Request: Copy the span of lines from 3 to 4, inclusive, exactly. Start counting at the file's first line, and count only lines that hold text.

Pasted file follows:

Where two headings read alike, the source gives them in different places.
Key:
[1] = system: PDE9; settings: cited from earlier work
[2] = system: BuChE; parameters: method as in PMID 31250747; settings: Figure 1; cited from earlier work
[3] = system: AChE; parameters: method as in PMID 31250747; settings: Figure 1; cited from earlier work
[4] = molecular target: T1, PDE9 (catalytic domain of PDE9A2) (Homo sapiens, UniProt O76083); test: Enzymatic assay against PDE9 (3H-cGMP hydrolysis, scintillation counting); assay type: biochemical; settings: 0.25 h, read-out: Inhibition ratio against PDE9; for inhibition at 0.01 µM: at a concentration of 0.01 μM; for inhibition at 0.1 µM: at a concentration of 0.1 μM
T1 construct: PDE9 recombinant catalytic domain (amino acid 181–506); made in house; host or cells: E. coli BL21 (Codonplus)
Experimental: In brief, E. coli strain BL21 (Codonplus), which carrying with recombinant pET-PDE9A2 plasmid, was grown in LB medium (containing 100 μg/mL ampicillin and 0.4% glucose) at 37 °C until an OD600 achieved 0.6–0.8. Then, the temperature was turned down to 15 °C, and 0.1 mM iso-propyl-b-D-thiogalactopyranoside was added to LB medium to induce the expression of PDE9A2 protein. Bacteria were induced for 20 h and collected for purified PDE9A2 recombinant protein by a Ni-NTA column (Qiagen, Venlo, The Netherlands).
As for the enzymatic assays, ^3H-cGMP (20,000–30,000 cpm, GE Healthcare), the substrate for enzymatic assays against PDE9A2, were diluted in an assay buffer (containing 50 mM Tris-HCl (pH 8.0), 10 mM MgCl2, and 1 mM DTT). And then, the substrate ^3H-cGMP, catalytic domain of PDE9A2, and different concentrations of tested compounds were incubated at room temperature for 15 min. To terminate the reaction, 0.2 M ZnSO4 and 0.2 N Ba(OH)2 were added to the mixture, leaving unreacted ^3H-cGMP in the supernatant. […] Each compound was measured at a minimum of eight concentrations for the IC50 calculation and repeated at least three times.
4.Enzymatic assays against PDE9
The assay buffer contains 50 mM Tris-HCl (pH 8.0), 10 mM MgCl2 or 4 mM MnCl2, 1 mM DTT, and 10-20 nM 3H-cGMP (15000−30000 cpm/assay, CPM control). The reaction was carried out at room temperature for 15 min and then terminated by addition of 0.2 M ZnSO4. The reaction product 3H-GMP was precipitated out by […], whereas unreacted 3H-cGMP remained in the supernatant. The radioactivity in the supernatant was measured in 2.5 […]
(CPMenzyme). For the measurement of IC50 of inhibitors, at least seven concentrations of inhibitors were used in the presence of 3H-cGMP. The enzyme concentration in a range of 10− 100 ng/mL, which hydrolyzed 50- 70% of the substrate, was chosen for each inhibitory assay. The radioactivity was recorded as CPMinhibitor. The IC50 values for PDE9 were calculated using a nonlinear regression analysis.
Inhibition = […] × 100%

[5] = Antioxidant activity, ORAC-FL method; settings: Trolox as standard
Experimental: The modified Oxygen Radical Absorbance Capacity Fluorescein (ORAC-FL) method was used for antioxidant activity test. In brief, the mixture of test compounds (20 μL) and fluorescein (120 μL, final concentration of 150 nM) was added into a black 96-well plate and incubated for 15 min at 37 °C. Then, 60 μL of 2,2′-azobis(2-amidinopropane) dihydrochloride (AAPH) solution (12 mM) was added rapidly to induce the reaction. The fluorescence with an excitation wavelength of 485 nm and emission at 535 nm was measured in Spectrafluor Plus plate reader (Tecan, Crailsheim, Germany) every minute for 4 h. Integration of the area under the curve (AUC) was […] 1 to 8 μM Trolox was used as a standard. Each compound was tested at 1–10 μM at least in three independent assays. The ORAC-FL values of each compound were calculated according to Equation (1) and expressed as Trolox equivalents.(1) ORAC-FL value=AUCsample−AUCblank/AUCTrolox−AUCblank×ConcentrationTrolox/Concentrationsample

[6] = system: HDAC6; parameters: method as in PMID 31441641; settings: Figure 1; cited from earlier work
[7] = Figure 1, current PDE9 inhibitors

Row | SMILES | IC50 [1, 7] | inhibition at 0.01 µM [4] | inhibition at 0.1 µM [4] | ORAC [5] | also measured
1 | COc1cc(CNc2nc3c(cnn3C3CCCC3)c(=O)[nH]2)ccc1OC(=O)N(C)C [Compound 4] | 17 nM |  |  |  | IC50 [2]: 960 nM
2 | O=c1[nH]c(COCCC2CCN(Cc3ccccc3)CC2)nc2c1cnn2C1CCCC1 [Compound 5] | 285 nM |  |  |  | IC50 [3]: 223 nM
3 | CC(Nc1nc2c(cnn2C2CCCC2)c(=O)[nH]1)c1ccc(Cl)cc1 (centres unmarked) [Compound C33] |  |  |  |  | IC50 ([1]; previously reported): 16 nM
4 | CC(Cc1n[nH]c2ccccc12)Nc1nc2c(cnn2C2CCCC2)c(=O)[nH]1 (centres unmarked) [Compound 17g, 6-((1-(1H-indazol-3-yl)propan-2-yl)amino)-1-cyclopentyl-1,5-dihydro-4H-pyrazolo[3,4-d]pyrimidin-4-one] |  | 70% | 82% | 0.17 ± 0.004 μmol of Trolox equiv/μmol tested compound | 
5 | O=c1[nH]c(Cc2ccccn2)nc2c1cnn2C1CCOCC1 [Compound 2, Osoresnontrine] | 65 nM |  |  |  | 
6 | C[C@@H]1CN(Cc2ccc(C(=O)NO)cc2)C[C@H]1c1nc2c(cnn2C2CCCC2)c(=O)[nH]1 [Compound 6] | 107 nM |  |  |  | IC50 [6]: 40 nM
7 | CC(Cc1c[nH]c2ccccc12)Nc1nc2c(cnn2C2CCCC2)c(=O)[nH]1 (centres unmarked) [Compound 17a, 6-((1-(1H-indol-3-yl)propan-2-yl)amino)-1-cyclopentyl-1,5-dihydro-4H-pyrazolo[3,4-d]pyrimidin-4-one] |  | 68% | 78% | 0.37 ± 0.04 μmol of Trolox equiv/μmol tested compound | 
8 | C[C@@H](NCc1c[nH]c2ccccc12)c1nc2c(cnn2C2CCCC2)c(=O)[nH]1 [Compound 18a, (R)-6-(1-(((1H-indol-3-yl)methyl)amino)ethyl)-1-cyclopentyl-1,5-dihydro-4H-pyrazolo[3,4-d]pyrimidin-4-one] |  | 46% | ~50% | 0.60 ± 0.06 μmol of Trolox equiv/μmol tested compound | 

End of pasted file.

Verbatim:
[1] = system: PDE9; settings: cited from earlier work
[2] = system: BuChE; parameters: method as in PMID 31250747; settings: Figure 1; cited from earlier work